But weaker the dollar is this morning, albeit not dramatically so. In the G10, the yen has been the best performer, rising a further 0.3% as the discussion in Tokyo continues to be about the timing of any change in policy there. There seems to be a growing belief that Kuroda-san will begin hinting at the end of QE in next week’s meeting despite the fact that inflation in Japan remains at 0.9%, well below the target of 2.0%. This is especially troubling because services inflation is running at just 0.1% and wage pressures have not yet made themselves felt. So though oil prices are higher and goods prices are beginning to rise, based on current central bank groupthink, it is not yet time to get aggressive. In fact, we could be having virtually the identical discussion about the ECB here, where the market has become quite keen on the idea that the end of QE is nigh, or at the very least the announcement of that timing is at hand despite the fact that the inflation story in the Eurozone remains equally stagnant. My money is on both Kuroda and Draghi to remain dovish in their statements next week.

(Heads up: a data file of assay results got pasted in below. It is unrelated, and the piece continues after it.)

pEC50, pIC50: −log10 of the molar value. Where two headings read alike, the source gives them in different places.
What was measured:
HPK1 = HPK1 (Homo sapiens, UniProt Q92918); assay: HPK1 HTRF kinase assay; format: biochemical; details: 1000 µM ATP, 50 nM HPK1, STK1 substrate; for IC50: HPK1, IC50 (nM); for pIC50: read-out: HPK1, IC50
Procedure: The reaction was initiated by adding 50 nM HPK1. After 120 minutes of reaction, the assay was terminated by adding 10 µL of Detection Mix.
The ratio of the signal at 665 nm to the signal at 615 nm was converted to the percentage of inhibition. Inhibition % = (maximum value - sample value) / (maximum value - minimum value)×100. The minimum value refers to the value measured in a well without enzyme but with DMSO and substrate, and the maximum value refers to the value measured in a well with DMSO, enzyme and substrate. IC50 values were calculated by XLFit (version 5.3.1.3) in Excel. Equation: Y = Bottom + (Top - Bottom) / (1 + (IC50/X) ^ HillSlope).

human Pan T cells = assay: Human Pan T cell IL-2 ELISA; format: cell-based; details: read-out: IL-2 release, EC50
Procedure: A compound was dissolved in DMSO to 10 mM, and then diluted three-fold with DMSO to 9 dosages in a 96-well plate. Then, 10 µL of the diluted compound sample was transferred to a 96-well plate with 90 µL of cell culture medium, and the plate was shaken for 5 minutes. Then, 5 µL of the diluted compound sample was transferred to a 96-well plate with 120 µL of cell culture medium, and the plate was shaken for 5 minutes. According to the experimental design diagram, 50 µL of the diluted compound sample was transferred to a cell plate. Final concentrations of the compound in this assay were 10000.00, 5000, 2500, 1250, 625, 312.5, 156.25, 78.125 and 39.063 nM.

One interesting thing about the yen this morning is the fact that it is stronger despite the fact that the UST-JGB spread has expanded to its widest level since 2010, and is more than 250bps. This is due to the fact that the 10-year Treasury continues to climb in yield. Historically, a yield spread of this magnitude has been a signal for Japanese investors to switch into Treasuries from JGB’s and the dollar has been the beneficiary. But thus far, we have not seen that play out.

The one other newsworthy item from the G10 was the weaker than expected December Retail Sales print from the UK (exp -1.0%, actual -1.6%) which has weighed on the pound helping it to fall 0.2% despite broad-based USD weakness.